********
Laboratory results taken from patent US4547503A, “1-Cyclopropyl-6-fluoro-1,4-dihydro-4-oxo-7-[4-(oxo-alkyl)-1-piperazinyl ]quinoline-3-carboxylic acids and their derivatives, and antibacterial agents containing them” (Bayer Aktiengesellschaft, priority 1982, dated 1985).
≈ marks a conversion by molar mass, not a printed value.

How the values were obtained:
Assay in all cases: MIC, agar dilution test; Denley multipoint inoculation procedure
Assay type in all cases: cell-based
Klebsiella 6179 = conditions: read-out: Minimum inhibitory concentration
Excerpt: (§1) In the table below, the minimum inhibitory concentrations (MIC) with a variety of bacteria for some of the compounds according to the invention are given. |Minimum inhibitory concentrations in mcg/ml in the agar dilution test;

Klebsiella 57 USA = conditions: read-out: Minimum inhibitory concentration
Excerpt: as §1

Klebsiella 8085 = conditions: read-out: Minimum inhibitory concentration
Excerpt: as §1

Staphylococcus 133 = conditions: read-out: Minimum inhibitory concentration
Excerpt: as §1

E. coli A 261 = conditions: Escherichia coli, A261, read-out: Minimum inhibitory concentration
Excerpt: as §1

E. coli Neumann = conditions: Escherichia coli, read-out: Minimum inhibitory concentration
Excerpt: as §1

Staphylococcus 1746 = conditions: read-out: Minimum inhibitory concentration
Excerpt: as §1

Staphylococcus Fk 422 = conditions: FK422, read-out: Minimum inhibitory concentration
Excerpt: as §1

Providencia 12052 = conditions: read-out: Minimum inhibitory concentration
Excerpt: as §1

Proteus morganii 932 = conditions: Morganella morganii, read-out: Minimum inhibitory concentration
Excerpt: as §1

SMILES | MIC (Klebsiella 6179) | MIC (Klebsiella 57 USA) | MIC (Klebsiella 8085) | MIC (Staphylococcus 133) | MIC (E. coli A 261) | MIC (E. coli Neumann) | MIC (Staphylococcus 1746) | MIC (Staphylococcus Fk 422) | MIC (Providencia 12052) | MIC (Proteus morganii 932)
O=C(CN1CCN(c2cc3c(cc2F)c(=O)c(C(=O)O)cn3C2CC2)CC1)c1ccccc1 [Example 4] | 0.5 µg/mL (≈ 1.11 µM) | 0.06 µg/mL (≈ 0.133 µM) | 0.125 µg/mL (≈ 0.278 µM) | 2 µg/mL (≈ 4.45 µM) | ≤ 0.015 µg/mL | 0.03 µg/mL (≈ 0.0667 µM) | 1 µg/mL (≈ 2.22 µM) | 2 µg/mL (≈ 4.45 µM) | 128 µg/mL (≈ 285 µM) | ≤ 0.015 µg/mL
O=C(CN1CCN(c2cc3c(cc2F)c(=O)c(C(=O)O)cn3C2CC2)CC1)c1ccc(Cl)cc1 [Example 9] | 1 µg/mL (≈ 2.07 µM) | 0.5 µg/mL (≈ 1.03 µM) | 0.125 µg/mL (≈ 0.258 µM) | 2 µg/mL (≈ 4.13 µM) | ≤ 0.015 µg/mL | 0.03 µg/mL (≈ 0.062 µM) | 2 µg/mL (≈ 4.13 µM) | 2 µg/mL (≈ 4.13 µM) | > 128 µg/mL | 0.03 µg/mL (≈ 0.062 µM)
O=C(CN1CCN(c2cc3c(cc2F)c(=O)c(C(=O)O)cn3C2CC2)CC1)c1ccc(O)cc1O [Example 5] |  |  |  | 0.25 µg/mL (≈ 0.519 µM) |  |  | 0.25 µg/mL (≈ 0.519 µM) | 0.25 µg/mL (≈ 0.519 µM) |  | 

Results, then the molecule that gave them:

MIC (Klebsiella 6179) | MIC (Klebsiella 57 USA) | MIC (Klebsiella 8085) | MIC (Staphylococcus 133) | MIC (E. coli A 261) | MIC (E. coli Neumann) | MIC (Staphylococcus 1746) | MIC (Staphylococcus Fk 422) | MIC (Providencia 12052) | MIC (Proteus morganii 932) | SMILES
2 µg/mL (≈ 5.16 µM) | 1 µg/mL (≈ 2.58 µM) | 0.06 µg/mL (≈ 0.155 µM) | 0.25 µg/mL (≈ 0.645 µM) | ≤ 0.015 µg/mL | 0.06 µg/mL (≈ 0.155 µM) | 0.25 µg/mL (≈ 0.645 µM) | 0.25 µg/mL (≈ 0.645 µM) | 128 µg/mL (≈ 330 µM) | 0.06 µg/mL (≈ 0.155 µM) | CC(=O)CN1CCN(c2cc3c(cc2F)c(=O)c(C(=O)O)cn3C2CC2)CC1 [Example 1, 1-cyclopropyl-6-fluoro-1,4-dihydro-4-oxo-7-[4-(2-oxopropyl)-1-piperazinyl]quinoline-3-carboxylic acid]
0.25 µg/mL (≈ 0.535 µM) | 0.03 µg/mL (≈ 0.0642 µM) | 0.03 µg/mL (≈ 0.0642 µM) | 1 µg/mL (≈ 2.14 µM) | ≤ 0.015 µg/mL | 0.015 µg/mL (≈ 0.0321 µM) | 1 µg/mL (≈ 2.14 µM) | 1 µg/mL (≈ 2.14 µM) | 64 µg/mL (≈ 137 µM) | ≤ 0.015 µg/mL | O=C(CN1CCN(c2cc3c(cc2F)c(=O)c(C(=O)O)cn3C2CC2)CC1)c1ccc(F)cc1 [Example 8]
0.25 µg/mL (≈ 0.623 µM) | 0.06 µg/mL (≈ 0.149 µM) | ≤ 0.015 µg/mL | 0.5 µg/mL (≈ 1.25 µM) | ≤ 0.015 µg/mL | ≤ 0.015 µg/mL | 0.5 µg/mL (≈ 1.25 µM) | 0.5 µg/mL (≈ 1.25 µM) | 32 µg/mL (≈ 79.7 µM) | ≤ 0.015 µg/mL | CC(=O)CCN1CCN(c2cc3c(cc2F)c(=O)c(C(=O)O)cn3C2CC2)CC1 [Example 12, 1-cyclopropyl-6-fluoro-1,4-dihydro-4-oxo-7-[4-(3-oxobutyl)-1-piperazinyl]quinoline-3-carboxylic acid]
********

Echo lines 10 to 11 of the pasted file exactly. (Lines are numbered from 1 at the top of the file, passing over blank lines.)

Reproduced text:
Klebsiella 8085 = conditions: read-out: Minimum inhibitory concentration
Excerpt: as §1